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City supports should have come sooner, some St. Albert businesses say

"When your sales are down by that much, and you've had it over a year ... it's almost too late," local business owner says
Sidewalks are mostly empty downtown St. Albert on Perron Street amid the COVID-19 pandemic. BRITTANY GERVAIS/St. Albert Gazette

Some St. Albert business owners say while a new city grant program is appreciated, it's the kind of support they needed to see sooner. 

On April 6, St. Albert city council unanimously passed a motion to spend $100,000 to establish a business resiliency program. Those funds will come from the $1 million set aside for COVID-19 recovery last year. The recommendation came from a motion passed by the city's COVID-19 Recovery Task Force on March 24.

Final details, like eligibility and program duration, still need to be worked out before it opens up in early May, according to the city. What is known so far is part of the program will involve two matching grants – one providing up to $1,000 for digital projects, with another providing up to $500 for marketing initiatives.

Kim Borle, owner of The Bookstore on Perron, said she thought the timing of the program was late in the pandemic. The downtown store has dealt with sales falling by 60 to 70 per cent over the last year, as more people go to big box stores like Chapters, she said.  

"When your sales are down by that much, and you've had it over a year ... it's almost too late. They should have done this months ago, a year ago," Borle said.  

The store transitioned to online sales and deliveries early in the pandemic, and that's what kept the store afloat, she said. Had the matching grant been available at the time, she said the store could've used it for marketing or online sales to help break through to customers. 

However, Borle added any support for small businesses is welcome, particularly if the grant would allow businesses to get reimbursement for work they had already done.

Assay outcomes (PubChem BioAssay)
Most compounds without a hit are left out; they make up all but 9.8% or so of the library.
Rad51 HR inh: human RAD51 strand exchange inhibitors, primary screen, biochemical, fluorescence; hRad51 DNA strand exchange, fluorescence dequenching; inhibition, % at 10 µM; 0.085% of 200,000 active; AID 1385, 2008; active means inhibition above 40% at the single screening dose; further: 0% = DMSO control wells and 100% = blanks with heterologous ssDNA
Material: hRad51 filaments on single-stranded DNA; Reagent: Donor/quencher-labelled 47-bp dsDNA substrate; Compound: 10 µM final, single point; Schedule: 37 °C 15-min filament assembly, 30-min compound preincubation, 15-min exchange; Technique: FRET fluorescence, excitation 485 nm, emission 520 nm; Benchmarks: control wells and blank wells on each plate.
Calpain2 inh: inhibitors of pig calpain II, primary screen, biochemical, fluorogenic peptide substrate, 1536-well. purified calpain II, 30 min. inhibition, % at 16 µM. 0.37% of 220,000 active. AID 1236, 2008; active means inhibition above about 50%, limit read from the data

"I would definitely apply for the grant. If you're offered some kind of funds, any kind of funds that help, I would never say no."

Jenny Pyshniak, co-owner of Seasons Gift Shop, said she also thought the city's grant roll-out comes late in the pandemic.

The store made a significant investment to buy a brand-new point-of-sale system (the hardware and software that work together to process sales and payment transactions) to build an online store at the beginning of the pandemic. The online store launched last December.

"It is a huge undertaking," Pyshniak said. "I would say we've only got maybe 20 per cent of the items in our store on the online store."

Once the grant opens up, she said they'd look into using funds to expand their search engine optimization so customers could find Seasons easier online.  

Jaden Shermack, manager of Candy Bouquet, said he built the store's entire website so they could sell product online last March, which turned out to be "quite the ordeal." 

"We probably would have taken the help for sure, because it was very uncertain. Now, I mean, we've been through this for a year now. So I don't know if the extra help would do that much for someone like us, but for someone that's being constantly shut down like a restaurant, I think it would help them a bit more."

Better late than never

During the council meeting on April 6, Mayor Cathy Heron recognized St. Albert was "the last out of the gate" when it comes to municipal supports for local businesses. Fort Saskachewan, Medicine Hat, Lethbridge, Leduc, Grande Prairie and other Alberta municipalities have already established grant programs. 

However, Heron said she believed the city's decision to hold off until they heard what businesses needed was the right call.  

According to a survey done in February, 49 per cent of the 166 St. Albert business owners surveyed said they needed more marketing tools to increase awareness, while 47 per cent said they needed help increasing their online presence.

Jennifer McCurdy, former St. Albert Chamber president, brought forward a motion to the Recovery Task Force in January. She said it took time for the task force to figure out what supports businesses needed that they weren't getting from other levels of government.

"It does take a little while, and that can be frustrating for everybody. But I think it was really important and great that from the survey, we were able to identify some of the key components that will help businesses, who have already pivoted and already made changes, to boost them and support them in what they're already doing."  

Paola Rohuede, owner of St. Albert marketing agency Kre8tive Agency, said she thought the grant would help more small businesses afford online and marketing services. For $2,000, clients could get either a three-page website with hosting included, a social media management package, or some logo and branding in combination with a website.

"I think (the grant) is going to be great for small business owners that have been on the edge of waiting," she said.

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